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Facebook accepts MRC audit

News, 14 February 2017
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MENLO PARK, CA: Hard on the heels of Facebook's announcement it is taking steps to improve cross-channel comparability and third-party verification of data, it has agreed to undergo audits by the Media Rating Council.

In a blog post at the end of last week, the social media giant stated: "We are committing to an audit by the Media Rating Council (MRC) to verify the accuracy of the information we deliver to our partners."

And in a presentation to the board of the Association of National Advertisers, reported by the Wall Street Journal, Carolyn Everson, vice president of global marketing solutions at Facebook, indicated that more granular data would be supplied to third-party measurement partners, including how many ads in a campaign were viewable, how long they appeared on screens and whether the sound was on for video ads.

Advertising Age further noted that advertisers would have an option to pay only for video ads when they played with the sound on or to pay only for completed views of the whole video.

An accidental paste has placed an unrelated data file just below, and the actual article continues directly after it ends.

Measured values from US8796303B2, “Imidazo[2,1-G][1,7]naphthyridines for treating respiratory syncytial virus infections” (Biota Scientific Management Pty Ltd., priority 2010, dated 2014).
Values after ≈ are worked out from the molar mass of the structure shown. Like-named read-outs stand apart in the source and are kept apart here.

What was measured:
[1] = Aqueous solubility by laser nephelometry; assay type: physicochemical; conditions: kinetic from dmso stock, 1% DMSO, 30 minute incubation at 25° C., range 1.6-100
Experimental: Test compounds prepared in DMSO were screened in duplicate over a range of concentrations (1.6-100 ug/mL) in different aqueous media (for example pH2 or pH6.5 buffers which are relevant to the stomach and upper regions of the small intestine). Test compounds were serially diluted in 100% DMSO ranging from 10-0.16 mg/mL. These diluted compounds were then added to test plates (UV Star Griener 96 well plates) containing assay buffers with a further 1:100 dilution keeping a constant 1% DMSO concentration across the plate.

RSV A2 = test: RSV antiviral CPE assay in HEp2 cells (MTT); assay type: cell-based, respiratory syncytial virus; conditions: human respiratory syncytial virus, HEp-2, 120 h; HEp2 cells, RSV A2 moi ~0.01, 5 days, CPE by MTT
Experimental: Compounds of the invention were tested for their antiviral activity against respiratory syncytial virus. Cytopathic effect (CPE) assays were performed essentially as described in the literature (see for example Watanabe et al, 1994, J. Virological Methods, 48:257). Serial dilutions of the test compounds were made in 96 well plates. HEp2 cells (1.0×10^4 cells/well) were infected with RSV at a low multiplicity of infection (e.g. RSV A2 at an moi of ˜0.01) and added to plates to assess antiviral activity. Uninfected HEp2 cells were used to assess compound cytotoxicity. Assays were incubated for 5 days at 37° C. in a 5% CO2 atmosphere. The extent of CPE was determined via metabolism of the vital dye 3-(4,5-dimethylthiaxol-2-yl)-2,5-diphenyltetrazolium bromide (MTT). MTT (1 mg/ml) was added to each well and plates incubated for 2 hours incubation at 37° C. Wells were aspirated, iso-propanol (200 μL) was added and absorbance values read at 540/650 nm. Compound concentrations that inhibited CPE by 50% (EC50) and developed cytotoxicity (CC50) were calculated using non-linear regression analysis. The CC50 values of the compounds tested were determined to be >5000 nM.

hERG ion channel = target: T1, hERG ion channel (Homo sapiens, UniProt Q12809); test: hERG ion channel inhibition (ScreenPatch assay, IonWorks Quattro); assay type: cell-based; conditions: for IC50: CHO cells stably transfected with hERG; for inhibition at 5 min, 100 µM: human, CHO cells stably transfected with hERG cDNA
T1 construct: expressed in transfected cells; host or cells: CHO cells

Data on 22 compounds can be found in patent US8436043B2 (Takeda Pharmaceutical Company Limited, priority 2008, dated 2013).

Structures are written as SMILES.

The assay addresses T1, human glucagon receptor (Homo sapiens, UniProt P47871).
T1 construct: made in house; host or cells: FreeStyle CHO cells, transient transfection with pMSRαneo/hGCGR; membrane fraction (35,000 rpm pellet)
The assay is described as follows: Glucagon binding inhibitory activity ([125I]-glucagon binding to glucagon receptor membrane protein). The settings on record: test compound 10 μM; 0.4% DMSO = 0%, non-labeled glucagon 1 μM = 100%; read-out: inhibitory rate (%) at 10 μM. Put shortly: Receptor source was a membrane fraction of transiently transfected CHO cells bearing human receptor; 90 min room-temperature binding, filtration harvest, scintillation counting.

The moves come as the digital industry generally faces a backlash from some sectors of the advertising community, with Marc Pritchard, Procter & Gamble's Chief Brand Officer, especially vocal on the subject.

Last month, he told the IAB's Annual Leadership Meeting that "We've come to our senses. We realize there is no sustainable advantage in a complicated, non-transparent, inefficient and fraudulent media supply chain".

At that meeting he stated that MRC validation was now the viewability gold standard for P&G. "We're accepting a shared level of error in order to conduct business on a level playing field across platforms and publishers," he said. "But we expect all of our agencies, media suppliers, and platforms to adopt the standard during 2017 … We will no longer tolerate the ridiculous complexity of different viewability standards."

And now that Facebook is on board with MRC standards, he welcomed their actions on media transparency as "a positive step forward", adding in a statement that he hoped this move "builds more momentum to create a clean and productive digital media supply chain".

Data sourced from Facebook, Advertising Age, Wall Street Journal; additional content by Warc staff

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